I've been tagged by the Ironic Catholic.

Rules: Pick up the nearest book (of at least 123 pages).
2. Open the book to page 123.
3. Find the fifth sentence.
4. Post the next three sentences.
5. Tag five people.

The Book: Passion for Christ, Passion for Humanity by the International Congress on Consecrated Life.

Page 123 is well into the footnotes for an article entitled "Seekers of Wells and Roads: Two Icons for a Samartian Consecrated Life" by Dolores Aleixandre, RSCJ. It's telling a story told by Thomas Merton.
"The monk who accompanied him wanted to bring a caravan of about twenty-five yaks loaded with all kinds of provisions. The Dalai Lama said to him, "We won't be able to take all those yaks with us; we'll have to wade and swim across rivers and we need to travel light." The monk replied, "We have to take them; we have to eat."
That was actually quite fun (if random) and makes me want to read that particular article!

I don't usually tag, but if you happen to be reading this and are so inclined, please play on your blog and let me know in the comments! Or, if you don't have a blog or feel like putting it on your blog, feel free to play IN the comments!


Katney said...

Well, since the nearest books to hand are a pile of 68 page kid lit first chapter books I need to scan so I can do book talks for reluctant third grade readers on Monday, I stretched to pick up the mystery my husband is reading. It is Black River by G. M. Ford.

on page 123: "The rest is history."
She lived in the top half of a duplex at the south end of Phinney Ridge: a nicely furnished one-bedroom, overlooking an elementary school playground. Everything had color-coordinated ruffles and shams, right out of some decorating book.

I like the way you tag. You give options. I don't know the etiquette of tagging. What are you supposed to do if you get tagged and don't want to "play"--like by someone who seems to have just wandered into your blog and it's the first time they've commented to you and boom, they tag you.

I also figure I should be embarrassed that my book is not something a bit more serious. I'm not. My Bible study books are by my feet. My husband's mystery was just a stretch of the arm. The kid lit--it's my job!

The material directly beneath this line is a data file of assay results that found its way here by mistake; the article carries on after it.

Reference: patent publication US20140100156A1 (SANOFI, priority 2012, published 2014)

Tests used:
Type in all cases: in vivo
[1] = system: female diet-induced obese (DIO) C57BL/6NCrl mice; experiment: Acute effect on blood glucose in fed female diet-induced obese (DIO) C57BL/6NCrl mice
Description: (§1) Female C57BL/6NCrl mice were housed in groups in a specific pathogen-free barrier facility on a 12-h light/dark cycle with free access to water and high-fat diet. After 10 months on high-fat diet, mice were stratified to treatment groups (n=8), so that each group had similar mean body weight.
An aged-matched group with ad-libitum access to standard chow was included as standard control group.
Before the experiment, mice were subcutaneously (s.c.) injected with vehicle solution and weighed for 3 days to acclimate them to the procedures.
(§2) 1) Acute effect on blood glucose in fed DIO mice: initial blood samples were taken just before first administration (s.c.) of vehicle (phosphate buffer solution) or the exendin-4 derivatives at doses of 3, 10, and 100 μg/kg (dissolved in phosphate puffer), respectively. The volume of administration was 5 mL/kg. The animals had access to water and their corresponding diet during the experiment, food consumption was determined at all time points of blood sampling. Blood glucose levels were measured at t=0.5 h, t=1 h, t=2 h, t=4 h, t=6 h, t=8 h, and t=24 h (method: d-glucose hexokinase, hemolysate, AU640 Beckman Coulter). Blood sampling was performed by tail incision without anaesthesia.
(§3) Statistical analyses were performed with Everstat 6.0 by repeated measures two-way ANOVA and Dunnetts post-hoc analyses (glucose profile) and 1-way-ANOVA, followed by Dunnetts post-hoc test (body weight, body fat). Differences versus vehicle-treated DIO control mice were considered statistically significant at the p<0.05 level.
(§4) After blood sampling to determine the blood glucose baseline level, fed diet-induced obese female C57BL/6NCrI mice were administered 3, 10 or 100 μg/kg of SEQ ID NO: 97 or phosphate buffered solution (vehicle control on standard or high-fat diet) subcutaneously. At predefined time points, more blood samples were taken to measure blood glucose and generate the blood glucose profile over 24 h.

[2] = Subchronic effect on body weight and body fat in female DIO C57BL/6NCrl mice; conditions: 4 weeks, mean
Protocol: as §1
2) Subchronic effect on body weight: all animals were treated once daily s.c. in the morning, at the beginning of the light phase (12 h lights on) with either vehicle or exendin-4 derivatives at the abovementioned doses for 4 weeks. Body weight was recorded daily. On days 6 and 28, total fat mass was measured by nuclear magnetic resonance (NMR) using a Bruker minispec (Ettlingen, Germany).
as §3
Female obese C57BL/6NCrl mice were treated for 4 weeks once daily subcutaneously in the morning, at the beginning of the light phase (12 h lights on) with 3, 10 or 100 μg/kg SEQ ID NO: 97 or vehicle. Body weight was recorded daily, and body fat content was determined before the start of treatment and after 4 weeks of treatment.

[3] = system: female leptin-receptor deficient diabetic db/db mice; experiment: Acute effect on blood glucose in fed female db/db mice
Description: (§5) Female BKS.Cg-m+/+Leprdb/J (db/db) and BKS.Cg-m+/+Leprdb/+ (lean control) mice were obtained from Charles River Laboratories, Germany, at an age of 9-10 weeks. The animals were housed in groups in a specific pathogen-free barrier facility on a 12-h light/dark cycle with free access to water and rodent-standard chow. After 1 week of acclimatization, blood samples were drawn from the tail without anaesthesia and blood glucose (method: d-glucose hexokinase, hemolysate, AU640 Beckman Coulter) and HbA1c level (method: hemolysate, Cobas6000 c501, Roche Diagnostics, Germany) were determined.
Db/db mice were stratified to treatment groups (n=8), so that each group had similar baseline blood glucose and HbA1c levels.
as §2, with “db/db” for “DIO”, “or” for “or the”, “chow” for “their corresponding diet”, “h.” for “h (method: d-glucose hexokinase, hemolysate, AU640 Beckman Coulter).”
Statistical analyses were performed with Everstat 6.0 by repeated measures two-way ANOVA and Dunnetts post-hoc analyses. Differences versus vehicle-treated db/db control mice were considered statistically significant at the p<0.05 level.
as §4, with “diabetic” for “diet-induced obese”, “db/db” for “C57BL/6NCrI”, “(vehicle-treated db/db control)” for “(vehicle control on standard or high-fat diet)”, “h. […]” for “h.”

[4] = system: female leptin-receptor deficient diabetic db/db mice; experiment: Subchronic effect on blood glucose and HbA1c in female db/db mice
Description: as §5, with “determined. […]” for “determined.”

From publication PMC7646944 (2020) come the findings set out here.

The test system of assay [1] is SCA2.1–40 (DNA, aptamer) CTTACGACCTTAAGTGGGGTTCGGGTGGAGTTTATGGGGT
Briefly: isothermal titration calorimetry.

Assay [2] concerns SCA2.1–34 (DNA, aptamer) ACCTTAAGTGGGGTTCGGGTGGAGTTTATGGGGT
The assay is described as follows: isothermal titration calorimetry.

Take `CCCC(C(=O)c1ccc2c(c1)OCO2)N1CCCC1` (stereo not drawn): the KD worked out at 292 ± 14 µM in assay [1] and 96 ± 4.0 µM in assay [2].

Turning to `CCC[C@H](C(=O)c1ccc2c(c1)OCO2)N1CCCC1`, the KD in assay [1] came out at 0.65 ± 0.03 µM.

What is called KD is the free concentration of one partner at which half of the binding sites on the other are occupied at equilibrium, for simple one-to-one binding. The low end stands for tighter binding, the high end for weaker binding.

Just Curious said...

The nearest book was "Spiritlinking Leadership" by Donna Markham. Here are the three sentences:

In a comprehensive research study on leadership, David Nygren and Miriam Ukeritis found that outstanding leaders possess basic competencies of information gathering, administrative adeptness and efficiency; the cognitive abilities of conceptualization and analytical thinking; and a strong sense of mission. In addition, these leaders also possess a profound awareness of the sacredness of life, which enables them to discern and speak to the meaning of what is happening in a changing world. They have a passion for making things better and to making things happen.

Sr.Nicole Trahan said...

Hi, Susan!

What an interesting (and yes random!) tag...
So, the nearest book to me as I sit here is a green Gather Comprehensive hymnal. Right now I have a whole stack of music books in my bedroom. Anyway, the GC doesn't have any page numbers, so I went to song #123 (that's pretty close).

It's Psalm 126 - THe Lord Has Done Great Things. The 3 sentences are:
"Deliver us, O Lord, from our bondage as streams in dray land. Those who are sowing in tears will sing when they reap. They go out, they go out, full of tears, carrying seed for the sowing; they come back, the come back, full of song, carrying their sheaves."

That's a hope-filled 3 sentences! Perfect...

tonda said...

Well, since you have only three replies so far to the tag I will be number four.
I have three books sitting beside me on the table. The Bible, Saint Elizabeth of Hungary and the one closest to me... Catholic Customs & Traditions.
Page 123 fifth sentence begins a section on Mary called the Hyperdulia. The next three sentences are;
Mary is given a veneration above that of all other saints. This is because of her unique relationship to Jesus, to the God from whom he comes, and to the church which continues his presence. This veneration, called the hyperdulia, is expressed in official dogmas, feast days,and in multiple forms of private devotions on the part of Catholics.

Keep reading ladies, sounds like good books out there.